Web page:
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International Journal of Environment Science and Technology
Center for Environment and Energy Research and Studies (CEERS)
ISSN: 1735-1472
EISSN: 1735-2630
Vol. 11, No. 5, 2014, pp. 1197-1206
Bioline Code: st14117
Full paper language: English
Document type: Research Article
Document available free of charge

International Journal of Environment Science and Technology, Vol. 11, No. 5, 2014, pp. 1197-1206

 en Landfarmed oil sludge as a carbon source for Canavalia ensiformis check for this species in other resources during phytoremediation
Ramirez, D. & Dussan, J.

Abstract

Petroleum exploitation in oilfields, especially drilling, generates an oily sludge mixed with hydrocarbons and mineral solids. This oily sludge is sometimes treated by bioremediation and phytoremediation. This investigation established that landfarmed oil sludge provided adequate soil conditions to grow jack beans ( Canavalia ensiformis check for this species in other resources ) that in turn rhizo- and phytoremediated residual aliphatic and aromatic hydrocarbons in the soil. Landfarming oily sludge adequately reduced jack bean phytotoxicity. Rhizo- and phytodegradation reduced total petroleum hydrocarbons by 57.38 % during 4 months of growing jack beans. Aliphatic hydrocarbons were detected in the roots but not in the aerial parts. Polycyclic aromatic hydrocarbons were translocated to the roots, stems, leaves, and beans, requiring successive cropping to manage all risks associated with some aromatic hydrocarbons found such as: acenaphthylene, anthracene, pyrene, benzo(a)anthracene, benzo(k)fluoranthene, and benzo(a)- pyrene. Landfarming and phytoremediation, perhaps with successive crops, holds the promise of providing inexpensive management of extensive oily wastes when sufficient land is available.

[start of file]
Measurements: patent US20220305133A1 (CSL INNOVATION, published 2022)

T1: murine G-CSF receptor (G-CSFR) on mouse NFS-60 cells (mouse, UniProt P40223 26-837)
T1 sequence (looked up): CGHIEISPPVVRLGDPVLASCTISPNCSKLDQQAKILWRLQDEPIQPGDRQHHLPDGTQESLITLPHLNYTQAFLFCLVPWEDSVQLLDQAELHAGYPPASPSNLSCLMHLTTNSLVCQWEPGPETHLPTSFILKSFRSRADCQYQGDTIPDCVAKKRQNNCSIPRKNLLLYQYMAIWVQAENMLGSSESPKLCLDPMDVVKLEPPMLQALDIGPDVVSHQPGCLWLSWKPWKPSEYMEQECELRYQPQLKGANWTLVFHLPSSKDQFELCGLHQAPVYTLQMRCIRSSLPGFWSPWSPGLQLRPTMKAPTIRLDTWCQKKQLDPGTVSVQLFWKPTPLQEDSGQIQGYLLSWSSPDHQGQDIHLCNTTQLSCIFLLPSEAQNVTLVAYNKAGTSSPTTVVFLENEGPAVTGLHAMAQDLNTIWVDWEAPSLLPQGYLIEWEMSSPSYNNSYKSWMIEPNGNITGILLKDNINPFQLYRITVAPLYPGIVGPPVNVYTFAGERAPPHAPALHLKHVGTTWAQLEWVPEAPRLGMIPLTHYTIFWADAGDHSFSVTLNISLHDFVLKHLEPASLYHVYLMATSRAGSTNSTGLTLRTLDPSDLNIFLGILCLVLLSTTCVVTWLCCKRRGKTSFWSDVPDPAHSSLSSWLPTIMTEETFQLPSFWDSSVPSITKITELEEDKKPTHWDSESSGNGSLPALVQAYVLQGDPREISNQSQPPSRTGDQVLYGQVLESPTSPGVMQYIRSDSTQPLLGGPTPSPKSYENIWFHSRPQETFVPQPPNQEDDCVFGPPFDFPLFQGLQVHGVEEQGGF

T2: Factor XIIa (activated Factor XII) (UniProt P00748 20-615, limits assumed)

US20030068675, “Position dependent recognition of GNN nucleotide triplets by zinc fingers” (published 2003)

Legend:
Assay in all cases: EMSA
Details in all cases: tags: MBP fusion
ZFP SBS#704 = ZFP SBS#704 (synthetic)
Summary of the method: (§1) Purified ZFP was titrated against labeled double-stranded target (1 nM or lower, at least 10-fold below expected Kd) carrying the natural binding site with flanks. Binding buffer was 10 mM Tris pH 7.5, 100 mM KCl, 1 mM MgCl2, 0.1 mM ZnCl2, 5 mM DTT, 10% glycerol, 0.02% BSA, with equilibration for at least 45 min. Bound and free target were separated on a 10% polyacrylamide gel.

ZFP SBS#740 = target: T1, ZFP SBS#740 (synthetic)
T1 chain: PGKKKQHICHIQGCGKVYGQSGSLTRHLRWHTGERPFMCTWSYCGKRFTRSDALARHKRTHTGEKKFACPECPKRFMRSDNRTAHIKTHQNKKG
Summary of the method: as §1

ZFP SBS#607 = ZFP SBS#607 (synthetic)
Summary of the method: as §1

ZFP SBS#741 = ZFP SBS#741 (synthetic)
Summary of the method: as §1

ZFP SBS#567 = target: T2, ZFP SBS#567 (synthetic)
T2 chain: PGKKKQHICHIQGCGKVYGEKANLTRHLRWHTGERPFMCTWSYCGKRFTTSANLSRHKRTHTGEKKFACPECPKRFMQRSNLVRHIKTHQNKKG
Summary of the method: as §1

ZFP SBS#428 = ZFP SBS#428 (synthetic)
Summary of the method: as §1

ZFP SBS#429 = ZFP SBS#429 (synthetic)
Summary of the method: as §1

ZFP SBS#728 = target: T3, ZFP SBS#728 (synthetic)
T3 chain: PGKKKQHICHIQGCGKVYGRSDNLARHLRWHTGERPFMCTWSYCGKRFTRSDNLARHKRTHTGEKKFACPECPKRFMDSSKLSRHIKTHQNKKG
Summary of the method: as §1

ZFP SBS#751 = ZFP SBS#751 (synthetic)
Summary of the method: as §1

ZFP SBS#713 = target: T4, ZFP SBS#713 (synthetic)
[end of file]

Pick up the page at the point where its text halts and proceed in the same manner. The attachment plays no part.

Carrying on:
Keywords
Bioremediation; Jack beans; Total petroleum hydrocarbons; Polycyclic aromatic hydrocarbons; Rhizodegradation

 
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